Blog Archives

Creating Your Own Personal Hydration Solution: Introduction

Setting up a lab can be a pretty time consuming project.  A number of people, myself included, have created various hydration kits in an attempt to make it easier.  One thing that they many have in common is that they use the Microsoft Deployment Toolkit (MDT) to generate a large build ISO to be used for building each virtual machine.

Using an MDT build ISO has both advantages and disadvantages.  It is portable.  It is simple. But it takes massive amounts of disk space and changes are very time consuming.

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Released: MDT Lab Builder 1.2 – Now with Windows Server Virtual Router

I’ve updated my MDT Lab Builder with the addition of building a virtual router using Windows Server 2012 R2.  I referenced this article from Johan when setting it up.  You do not need any additional software, the build of the router will use the same Server 2012 R2 source used in building the other VMs.

The VM (RTR01) will not be joined to the lab domain.  I keep it in a workgroup so that it isn’t reliant on the existence of the lab domain and can be used with other projects.  The configuration of Routing and Remote Access will allow your lab machines to reach the Internet (as long as your external network has access to the Internet).  You can use this VM to explore routing using a Windows Server.  You could hang additional virtual switches off of it and configure  your own lab network with multiple subnets.  Experiment with using DHCP relay on the router.  Use Distribution Points in other LANs or even grab an evaluation copy of Nomad Branch from 1E and see how that works.

It’s a learning tool.  Give it a shot and see what you learn.

Download

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Windows 10: In-Place Upgrade (Part 3 – MDT)

Next up, MDT 2013

Now that we’ve done this in SCCM porting it over to MDT should be much simpler seeing that we don’t have to worry about knocking the SCCM client over and then standing it up again.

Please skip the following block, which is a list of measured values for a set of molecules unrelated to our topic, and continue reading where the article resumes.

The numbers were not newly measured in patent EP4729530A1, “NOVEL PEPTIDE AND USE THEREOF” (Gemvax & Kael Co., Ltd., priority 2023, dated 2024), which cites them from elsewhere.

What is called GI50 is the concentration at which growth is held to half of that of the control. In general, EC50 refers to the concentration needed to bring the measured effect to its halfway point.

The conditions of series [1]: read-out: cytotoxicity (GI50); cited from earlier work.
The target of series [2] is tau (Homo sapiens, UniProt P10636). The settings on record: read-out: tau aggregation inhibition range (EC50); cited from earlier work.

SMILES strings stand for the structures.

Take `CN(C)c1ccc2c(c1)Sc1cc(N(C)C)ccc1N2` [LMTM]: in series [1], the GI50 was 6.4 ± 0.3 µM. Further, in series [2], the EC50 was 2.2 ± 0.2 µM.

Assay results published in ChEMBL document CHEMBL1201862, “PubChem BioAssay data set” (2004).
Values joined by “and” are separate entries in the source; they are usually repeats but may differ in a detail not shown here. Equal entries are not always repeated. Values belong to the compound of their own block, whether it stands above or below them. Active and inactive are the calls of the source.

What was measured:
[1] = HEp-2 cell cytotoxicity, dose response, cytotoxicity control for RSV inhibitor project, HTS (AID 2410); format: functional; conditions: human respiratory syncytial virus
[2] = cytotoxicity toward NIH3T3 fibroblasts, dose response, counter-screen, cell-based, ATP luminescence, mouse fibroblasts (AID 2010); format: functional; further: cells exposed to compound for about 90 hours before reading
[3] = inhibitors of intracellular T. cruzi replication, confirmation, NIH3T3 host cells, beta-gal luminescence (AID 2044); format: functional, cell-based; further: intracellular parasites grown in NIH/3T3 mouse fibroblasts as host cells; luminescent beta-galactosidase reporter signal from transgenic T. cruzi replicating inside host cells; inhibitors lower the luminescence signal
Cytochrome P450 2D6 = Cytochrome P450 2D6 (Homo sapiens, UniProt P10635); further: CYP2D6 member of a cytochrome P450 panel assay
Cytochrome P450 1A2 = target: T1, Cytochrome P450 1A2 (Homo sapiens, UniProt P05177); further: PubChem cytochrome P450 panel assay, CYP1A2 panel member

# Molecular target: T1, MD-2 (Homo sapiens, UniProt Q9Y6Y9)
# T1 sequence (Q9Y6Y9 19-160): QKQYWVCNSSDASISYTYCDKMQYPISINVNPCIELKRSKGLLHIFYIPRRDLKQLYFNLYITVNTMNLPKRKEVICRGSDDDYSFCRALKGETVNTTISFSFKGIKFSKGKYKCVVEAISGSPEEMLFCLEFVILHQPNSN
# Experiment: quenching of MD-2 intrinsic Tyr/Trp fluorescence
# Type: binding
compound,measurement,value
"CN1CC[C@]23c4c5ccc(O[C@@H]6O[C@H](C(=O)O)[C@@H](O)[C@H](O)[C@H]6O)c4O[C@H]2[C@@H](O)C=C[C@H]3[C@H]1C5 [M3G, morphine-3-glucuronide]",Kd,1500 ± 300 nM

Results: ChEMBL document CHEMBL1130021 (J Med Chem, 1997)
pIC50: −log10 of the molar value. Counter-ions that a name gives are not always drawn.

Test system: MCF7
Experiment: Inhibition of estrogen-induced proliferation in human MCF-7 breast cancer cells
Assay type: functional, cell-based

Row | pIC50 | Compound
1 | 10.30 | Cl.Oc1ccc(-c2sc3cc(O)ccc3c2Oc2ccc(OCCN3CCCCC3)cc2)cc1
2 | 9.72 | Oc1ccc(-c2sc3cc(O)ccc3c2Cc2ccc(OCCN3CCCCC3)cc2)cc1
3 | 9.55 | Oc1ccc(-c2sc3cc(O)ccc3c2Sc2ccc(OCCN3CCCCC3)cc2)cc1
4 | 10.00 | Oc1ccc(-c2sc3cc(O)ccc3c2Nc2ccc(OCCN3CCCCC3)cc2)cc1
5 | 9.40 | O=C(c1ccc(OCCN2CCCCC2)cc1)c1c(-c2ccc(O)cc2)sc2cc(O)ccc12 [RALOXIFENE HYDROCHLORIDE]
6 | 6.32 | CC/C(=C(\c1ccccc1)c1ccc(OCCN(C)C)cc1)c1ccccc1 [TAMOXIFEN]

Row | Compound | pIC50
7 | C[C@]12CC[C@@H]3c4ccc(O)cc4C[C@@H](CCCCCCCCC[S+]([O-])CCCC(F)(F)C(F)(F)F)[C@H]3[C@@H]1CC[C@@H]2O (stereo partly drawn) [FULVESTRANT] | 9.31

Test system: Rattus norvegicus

Pre-Requisites

  • A working MDT server (does not necessarily have to be in a domain)
  • An existing Windows 7/8 client
  • Download the Windows 10 Technical Preview (I’ll be using build 9879)
  • Optionally, download the Zip file with the task sequence template from the SCCM Team blog

The task sequence template from the blog is for SCCM, but it’s handy to have as a reference.


When creating the task sequence in MDT most of what is being done by the PowerShell scripts in the download is not necessary.  The sequence and scripts from the SCCM Team blog are geared towards deploying with SCCM (of course).

For the sake of my test I re-created the sequence as close to identical to the SCCM one.

Win10_MDT_TS

I commented out the SCCM related portions of the various PowerShell scripts and when it was all said and done there really wasn’t much left.

Along these same lines Michael Niehaus did a demonstration during one of his TechEd Europe sessions (WIN-B338) where he used MDT to upgrade a Windows 7 machine to Windows 10.  It’s about 30 minutes into the presentation.  The task sequence used in his SCCM demo is the exact one that the SCCM Team made available on their blog.  He shows the MDT sequence details around the 39 minute mark.  Comparing the sequence he used in his demo with the one I re-created from the SCCM Team blog, I preferred his.

I don’t know why though it throws a warning at the end of the sequence.  I’m sure it’ll be something simple though.

MDT_Win10-Warning

 

I recommend his TechEd presentation.  There’s a lot of good stuff in it.  Some really cool stuff coming down the line for deploying Windows 10.